Environment

More than 18 stories beneath downtown Louisville, construction has nearly finished on a $212 million project that most people will never see.  

Louisville’s Metropolitan Sewer District calls it the Waterway Protection Tunnel, and last week it reached a major milestone: construction crews completed the concrete liner on the four-mile-long pipe, which stretches from 11th Street and Rowan Street on the west side of downtown all the way to the intersection of Lexington Road and Grinstead Drive near Cherokee Park.

The tunnel is 20 feet in diameter: large enough for three people to stand on each other’s shoulders and maybe touch the top. It’s capable of holding 55 million gallons at one time, enough to fill 83 Olympic swimming pools.   

Now imagine that tunnel full of sewage and storm water. 

Ryan Van Velzer | wfpl.org

The tunnel addresses a major problem in Louisville: Basically since the city’s founding, we’ve been dumping raw sewage into Beargrass Creek and the Ohio River. Prior to 1958, they straight-piped feces into these waterways. 

Even now, when it rains, the city’s sewers often become overwhelmed with storm water and sewage that then flows into those bodies of water. Under a federal consent decree with the Environmental Protection Agency, MSD has spent nearly a billion dollars to manage this deluge and the tunnel project is a capstone. 

MSD’s Chief Operations Officer Brian Bingham said the tunnel will capture about 92% of the sewage and storm water overflows. From there, it’s pumped back to the state’s largest water quality treatment center over in the West End where it’s treated and sent into the Ohio River.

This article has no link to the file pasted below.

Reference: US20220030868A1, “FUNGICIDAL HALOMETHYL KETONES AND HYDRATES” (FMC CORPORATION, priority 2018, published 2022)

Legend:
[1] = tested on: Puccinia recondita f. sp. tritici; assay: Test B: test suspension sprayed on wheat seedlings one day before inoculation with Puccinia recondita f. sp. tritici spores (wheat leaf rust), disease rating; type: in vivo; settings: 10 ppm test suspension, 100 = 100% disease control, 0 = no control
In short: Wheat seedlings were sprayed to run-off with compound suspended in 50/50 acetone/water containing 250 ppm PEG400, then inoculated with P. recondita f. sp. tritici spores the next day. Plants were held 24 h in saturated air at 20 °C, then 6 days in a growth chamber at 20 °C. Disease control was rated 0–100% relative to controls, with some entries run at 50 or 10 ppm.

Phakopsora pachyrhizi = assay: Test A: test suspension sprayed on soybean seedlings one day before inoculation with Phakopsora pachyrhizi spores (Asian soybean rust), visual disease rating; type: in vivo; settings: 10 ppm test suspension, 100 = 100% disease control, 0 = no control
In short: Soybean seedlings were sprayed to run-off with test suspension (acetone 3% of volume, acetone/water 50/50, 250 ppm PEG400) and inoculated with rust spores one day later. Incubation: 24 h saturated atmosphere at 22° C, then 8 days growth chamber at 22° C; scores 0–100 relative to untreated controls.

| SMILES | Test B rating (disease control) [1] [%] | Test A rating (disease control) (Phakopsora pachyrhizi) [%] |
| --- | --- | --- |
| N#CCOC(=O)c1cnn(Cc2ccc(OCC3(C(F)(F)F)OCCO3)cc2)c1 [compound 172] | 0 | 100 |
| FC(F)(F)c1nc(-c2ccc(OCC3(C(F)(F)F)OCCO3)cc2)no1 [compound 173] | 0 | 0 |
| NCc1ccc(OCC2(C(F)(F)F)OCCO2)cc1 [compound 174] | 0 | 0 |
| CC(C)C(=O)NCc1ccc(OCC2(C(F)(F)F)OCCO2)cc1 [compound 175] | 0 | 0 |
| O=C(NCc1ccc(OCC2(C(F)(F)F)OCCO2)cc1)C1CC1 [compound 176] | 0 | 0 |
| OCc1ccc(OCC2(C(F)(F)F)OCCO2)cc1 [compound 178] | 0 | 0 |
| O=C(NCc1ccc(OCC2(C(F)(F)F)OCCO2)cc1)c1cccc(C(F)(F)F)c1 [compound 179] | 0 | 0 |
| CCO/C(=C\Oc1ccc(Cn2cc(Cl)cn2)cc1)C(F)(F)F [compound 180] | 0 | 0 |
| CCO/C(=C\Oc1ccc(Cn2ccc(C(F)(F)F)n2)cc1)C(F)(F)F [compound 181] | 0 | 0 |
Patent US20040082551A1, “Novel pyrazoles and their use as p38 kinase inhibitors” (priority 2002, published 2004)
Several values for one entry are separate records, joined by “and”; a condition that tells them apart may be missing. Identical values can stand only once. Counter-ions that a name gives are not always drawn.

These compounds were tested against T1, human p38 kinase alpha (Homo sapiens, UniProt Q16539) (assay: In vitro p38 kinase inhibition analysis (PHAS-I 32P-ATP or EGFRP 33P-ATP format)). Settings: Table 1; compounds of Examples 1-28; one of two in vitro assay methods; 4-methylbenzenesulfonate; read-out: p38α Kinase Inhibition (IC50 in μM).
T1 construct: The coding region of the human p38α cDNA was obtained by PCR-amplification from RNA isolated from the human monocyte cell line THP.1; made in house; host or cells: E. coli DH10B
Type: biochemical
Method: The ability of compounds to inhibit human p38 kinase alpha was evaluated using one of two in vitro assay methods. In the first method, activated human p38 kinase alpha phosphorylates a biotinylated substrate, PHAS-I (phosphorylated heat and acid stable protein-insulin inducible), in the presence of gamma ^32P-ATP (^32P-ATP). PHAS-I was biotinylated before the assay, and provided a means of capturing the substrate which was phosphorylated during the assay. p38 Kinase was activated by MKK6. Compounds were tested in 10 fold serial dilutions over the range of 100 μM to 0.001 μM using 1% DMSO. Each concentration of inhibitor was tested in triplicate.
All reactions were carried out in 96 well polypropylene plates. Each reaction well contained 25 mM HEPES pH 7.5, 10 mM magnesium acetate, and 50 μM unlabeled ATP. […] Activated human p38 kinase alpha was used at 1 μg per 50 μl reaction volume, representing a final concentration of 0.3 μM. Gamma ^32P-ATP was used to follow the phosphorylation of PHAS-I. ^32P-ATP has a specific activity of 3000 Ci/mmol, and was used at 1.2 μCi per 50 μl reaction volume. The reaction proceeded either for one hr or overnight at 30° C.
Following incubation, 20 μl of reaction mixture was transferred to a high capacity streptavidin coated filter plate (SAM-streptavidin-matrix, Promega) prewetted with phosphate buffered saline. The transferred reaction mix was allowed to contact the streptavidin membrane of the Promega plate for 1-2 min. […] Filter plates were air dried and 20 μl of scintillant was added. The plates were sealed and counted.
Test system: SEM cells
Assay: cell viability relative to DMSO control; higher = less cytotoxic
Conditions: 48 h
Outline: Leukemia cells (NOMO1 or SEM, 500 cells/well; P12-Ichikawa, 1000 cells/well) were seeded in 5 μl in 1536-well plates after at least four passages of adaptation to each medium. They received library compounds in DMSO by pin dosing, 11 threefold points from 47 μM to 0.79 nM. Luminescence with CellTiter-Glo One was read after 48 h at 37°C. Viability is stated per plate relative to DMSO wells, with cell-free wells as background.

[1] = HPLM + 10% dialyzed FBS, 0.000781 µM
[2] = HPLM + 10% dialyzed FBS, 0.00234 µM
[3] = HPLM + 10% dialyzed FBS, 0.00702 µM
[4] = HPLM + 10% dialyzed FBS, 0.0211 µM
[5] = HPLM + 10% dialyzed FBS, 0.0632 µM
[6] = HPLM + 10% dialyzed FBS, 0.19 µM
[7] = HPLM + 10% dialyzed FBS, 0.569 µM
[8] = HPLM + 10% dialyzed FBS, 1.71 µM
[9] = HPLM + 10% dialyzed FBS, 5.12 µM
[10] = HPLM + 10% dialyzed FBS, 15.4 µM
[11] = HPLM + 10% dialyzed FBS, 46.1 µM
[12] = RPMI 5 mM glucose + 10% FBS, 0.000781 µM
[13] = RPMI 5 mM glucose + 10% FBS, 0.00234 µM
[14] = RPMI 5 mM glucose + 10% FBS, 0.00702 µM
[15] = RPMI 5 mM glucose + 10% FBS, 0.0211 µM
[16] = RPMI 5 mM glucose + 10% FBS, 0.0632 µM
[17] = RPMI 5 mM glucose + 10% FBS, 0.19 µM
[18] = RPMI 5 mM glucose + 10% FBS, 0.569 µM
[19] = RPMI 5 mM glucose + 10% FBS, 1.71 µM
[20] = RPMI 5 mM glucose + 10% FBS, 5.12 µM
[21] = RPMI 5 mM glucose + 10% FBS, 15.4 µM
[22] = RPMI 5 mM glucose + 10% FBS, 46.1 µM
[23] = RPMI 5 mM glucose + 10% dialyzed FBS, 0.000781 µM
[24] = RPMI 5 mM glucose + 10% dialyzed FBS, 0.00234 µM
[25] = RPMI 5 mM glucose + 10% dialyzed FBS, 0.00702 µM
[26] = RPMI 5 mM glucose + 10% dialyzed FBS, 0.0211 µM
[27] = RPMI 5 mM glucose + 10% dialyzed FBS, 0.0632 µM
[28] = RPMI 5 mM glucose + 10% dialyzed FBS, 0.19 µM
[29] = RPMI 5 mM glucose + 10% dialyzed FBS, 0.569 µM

“We looked at that and we were originally shooting for 95% but it just became so cost prohibitive to get that last little bit. We determined it was better to spend that on other community projects,” Bingham said, standing inside the tunnel. 

The tunnel is roughly a year behind schedule and about 12 million dollars over its 200 million dollar budget. Project Manager Jacob Mathis said that’s pretty good compared to projects similar in scope.

“You do hear some tunnel projects are hundreds of millions of dollars over budget and 10 or 20 years behind schedule,” Mathis said. 

Ryan Van Velzer | wfpl.org

With the concrete liner complete, Mathis said the project is about 98% complete. Construction crews just need to add a few finishing touches inside the tunnel and complete the surface structures where sewage and storm water flow into the tunnel. 

The tunnel is set to begin operating in June and though most won’t ever see the tunnel itself, Bingham said residents will see the results: cleaner waterways that are better for the public and the environment. 

“This is pretty phenomenal when you look at it and imagine it, nobody will see this again, but it will, year after year, do a tremendous job of helping us make our community better,” he said.

This story has been updated. 

Ryan Van Velzer is WFPL's Energy and Environment Reporter.